Rumah Batik dia-dio
Depending on the region where the batik is made, the same tiny filler motif may be used as
an isen-isen motif or as a tanahan motif. In each region the batikkers/Pengobeng (hired women who waxed the batik), consider their own version of isen-isen and tanahan motifs a condition for what is regarded a superior work.
|Ibu Millar Sungkar - Rumania Batik dia-dio, Yogyakarta|
Batik Workshop - Pekalongan
Pekalongan (north coast of Java), 2010
Skirt cloth Kain sarong and selendang (a shawl)
Handwoven silk, synthetic dyes; batik tulis
Photo: Mick Richards
With the emergence of batik Belanda in the 1840s isen-isen and tanahan motifs were employed to strongly enhance the main motif and the overall visual and technical sophistication of the batik cloth. This enabled the creation of not just the illusion of a colour change, but also the introduction of actual shades of colour, by intensifying or dispersing the isen-isen dots and/or lines. Also the illusion of depth and form is achieved by the use of dots that from a distance appear like fine lines. To serve this purpose, filler motifs that were once of uniform size and distribution were now dispersed at random, sometimes in sparse spacing, and others more concentrated, and they varied in size. These two filler motifs are still used extensively today.
|Examples of isen-isen motifs, their names and interpretation.|
APPENDICES, page 214, Index of Principality Isen Motifs -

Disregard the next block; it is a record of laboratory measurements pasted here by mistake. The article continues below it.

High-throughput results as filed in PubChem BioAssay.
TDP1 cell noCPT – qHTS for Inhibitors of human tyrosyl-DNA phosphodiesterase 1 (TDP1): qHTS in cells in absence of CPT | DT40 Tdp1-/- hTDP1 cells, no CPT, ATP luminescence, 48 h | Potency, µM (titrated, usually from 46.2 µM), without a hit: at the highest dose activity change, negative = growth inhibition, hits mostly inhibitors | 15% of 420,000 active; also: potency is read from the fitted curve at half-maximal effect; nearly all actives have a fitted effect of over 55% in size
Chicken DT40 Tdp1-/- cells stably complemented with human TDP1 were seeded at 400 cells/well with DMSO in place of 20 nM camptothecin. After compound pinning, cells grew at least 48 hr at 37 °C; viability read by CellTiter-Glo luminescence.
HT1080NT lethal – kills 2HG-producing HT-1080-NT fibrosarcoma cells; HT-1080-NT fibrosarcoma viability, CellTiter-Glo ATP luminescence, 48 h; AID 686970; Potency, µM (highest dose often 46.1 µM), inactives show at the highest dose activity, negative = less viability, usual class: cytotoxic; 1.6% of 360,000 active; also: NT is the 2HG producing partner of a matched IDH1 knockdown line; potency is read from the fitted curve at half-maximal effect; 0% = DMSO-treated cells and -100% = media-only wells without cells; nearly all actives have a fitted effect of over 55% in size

Batik - Spirit of Indonesia, YAYASAN BATIK INDONESIA,1999,
ISBN 979- 95801-0-2
My appreciation of isen-isen and tanahan motifs is totally encapsulated in the following cloth that speaks volumes about the utilisation of these two types of filler motifs by leading contemporary Javanese batik artist, Ibu Millar Sungkar of Rumah Batik dia - dio.
While Millar’s retail outlet is located in Yogyakarta, her batik is made at varying workshops in Pekalongan. Her work is exceptional in both its creativity and its craftsmanship. The following hand-woven silk sarung and selendang (shawl), tells the story of Yogyakarta’s famous war hero, Diponegono, a Javanese prince. He fought the Dutch colonials in the Java War of 1825-1830. It is him on the horse-back.
Appreciation: Followers who have received this Post would be amazed that it is the first since May 30, 2013, nearly six years. I now hope this is not going to repeat itself but I do feel I am more able for that not to occur. Extremely poor health has been and sadly remains, the culprit. Passion, perseverance, curiosity, and love of life has to remain at the centre of each day.
I would love to express my gratitude and thanks to two wonders of the batik world, for their support and generosity of spirit, such powerful motivators. If you are an enthusiast of Javanese batik you will certainly know the names of Maria Wronska-Friend and Rens Heringa. They have both made a significant contribution to knowledge, understanding and appreciation of batik from Indonesia via their teaching, writing, exhibition development, conference presentations and numerous other face to face interactions.